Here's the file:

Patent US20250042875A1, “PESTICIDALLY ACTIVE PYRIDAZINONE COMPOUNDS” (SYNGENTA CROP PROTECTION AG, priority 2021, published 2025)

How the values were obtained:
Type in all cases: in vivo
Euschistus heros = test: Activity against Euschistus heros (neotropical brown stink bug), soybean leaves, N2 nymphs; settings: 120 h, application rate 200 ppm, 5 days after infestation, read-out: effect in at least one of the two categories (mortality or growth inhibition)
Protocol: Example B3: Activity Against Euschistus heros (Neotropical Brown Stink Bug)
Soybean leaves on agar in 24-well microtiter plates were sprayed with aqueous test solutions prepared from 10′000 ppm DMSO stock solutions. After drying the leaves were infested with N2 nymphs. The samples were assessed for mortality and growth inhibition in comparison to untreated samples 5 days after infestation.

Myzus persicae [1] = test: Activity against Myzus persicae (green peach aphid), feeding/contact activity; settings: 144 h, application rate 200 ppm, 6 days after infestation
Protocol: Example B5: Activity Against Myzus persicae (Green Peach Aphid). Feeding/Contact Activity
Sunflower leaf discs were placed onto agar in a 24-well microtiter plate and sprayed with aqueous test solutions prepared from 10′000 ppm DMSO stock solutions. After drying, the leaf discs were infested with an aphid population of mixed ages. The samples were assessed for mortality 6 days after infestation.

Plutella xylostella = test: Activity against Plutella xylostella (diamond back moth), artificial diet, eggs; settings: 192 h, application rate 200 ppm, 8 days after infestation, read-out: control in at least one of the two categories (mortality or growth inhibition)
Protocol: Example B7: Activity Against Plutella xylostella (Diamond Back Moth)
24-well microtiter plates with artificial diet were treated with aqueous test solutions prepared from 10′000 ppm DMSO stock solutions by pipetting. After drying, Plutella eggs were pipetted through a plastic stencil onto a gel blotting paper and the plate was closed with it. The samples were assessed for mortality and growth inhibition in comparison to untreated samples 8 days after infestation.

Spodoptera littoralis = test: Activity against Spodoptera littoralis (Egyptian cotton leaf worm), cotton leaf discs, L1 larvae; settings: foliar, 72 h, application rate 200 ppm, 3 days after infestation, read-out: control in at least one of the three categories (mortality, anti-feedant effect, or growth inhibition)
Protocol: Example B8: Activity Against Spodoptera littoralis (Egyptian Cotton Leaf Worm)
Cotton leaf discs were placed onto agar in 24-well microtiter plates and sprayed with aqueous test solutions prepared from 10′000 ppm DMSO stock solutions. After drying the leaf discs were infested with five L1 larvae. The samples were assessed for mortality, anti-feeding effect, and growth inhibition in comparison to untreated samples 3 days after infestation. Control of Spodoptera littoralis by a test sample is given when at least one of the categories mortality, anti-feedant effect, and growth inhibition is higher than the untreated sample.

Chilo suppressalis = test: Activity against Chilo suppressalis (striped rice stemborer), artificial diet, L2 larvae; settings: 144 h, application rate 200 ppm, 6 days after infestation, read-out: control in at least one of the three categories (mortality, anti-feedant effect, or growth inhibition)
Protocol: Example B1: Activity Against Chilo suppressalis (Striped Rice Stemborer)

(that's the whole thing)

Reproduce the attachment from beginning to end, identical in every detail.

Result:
Patent US20250042875A1, “PESTICIDALLY ACTIVE PYRIDAZINONE COMPOUNDS” (SYNGENTA CROP PROTECTION AG, priority 2021, published 2025)

How the values were obtained:
Type in all cases: in vivo
Euschistus heros = test: Activity against Euschistus heros (neotropical brown stink bug), soybean leaves, N2 nymphs; settings: 120 h, application rate 200 ppm, 5 days after infestation, read-out: effect in at least one of the two categories (mortality or growth inhibition)
Protocol: Example B3: Activity Against Euschistus heros (Neotropical Brown Stink Bug)
Soybean leaves on agar in 24-well microtiter plates were sprayed with aqueous test solutions prepared from 10′000 ppm DMSO stock solutions. After drying the leaves were infested with N2 nymphs. The samples were assessed for mortality and growth inhibition in comparison to untreated samples 5 days after infestation.

Myzus persicae [1] = test: Activity against Myzus persicae (green peach aphid), feeding/contact activity; settings: 144 h, application rate 200 ppm, 6 days after infestation
Protocol: Example B5: Activity Against Myzus persicae (Green Peach Aphid). Feeding/Contact Activity
Sunflower leaf discs were placed onto agar in a 24-well microtiter plate and sprayed with aqueous test solutions prepared from 10′000 ppm DMSO stock solutions. After drying, the leaf discs were infested with an aphid population of mixed ages. The samples were assessed for mortality 6 days after infestation.

Plutella xylostella = test: Activity against Plutella xylostella (diamond back moth), artificial diet, eggs; settings: 192 h, application rate 200 ppm, 8 days after infestation, read-out: control in at least one of the two categories (mortality or growth inhibition)
Protocol: Example B7: Activity Against Plutella xylostella (Diamond Back Moth)
24-well microtiter plates with artificial diet were treated with aqueous test solutions prepared from 10′000 ppm DMSO stock solutions by pipetting. After drying, Plutella eggs were pipetted through a plastic stencil onto a gel blotting paper and the plate was closed with it. The samples were assessed for mortality and growth inhibition in comparison to untreated samples 8 days after infestation.

Spodoptera littoralis = test: Activity against Spodoptera littoralis (Egyptian cotton leaf worm), cotton leaf discs, L1 larvae; settings: foliar, 72 h, application rate 200 ppm, 3 days after infestation, read-out: control in at least one of the three categories (mortality, anti-feedant effect, or growth inhibition)
Protocol: Example B8: Activity Against Spodoptera littoralis (Egyptian Cotton Leaf Worm)
Cotton leaf discs were placed onto agar in 24-well microtiter plates and sprayed with aqueous test solutions prepared from 10′000 ppm DMSO stock solutions. After drying the leaf discs were infested with five L1 larvae. The samples were assessed for mortality, anti-feeding effect, and growth inhibition in comparison to untreated samples 3 days after infestation. Control of Spodoptera littoralis by a test sample is given when at least one of the categories mortality, anti-feedant effect, and growth inhibition is higher than the untreated sample.

Chilo suppressalis = test: Activity against Chilo suppressalis (striped rice stemborer), artificial diet, L2 larvae; settings: 144 h, application rate 200 ppm, 6 days after infestation, read-out: control in at least one of the three categories (mortality, anti-feedant effect, or growth inhibition)
Protocol: Example B1: Activity Against Chilo suppressalis (Striped Rice Stemborer)